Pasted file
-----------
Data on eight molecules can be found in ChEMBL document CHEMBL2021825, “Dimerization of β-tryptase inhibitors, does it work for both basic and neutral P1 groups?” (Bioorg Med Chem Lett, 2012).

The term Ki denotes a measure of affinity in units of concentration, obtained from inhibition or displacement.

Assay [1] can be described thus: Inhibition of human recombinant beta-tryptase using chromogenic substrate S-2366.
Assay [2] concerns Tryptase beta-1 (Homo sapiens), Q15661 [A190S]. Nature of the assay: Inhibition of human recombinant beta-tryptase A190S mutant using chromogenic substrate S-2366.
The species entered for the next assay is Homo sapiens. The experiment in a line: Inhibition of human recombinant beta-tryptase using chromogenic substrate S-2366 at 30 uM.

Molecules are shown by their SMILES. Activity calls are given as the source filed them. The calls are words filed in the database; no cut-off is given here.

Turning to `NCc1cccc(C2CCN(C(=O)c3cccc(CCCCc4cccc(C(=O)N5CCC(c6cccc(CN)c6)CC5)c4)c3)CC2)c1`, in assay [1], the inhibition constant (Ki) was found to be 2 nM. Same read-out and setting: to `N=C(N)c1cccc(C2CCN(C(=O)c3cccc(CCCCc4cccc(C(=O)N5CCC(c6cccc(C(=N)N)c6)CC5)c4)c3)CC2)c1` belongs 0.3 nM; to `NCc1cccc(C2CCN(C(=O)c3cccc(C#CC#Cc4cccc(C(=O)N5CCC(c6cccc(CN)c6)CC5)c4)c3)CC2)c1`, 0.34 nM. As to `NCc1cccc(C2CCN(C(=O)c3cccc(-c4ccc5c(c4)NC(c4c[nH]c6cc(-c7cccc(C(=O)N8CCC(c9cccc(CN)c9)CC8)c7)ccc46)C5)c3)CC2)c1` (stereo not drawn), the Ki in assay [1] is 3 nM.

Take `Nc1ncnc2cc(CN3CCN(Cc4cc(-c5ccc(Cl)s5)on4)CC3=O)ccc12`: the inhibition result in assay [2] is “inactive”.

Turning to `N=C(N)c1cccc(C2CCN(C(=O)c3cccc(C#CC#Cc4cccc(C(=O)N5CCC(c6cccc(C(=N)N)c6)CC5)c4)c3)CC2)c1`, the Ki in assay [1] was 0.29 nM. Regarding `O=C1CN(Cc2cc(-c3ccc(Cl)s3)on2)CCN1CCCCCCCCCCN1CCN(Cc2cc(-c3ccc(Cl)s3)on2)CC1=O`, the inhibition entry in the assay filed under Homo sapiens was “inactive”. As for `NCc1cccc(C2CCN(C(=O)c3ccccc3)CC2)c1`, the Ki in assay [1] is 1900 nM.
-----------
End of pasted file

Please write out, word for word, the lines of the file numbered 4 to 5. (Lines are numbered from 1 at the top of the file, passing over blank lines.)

Assay [2] concerns Tryptase beta-1 (Homo sapiens), Q15661 [A190S]. Nature of the assay: Inhibition of human recombinant beta-tryptase A190S mutant using chromogenic substrate S-2366.
The species entered for the next assay is Homo sapiens. The experiment in a line: Inhibition of human recombinant beta-tryptase using chromogenic substrate S-2366 at 30 uM.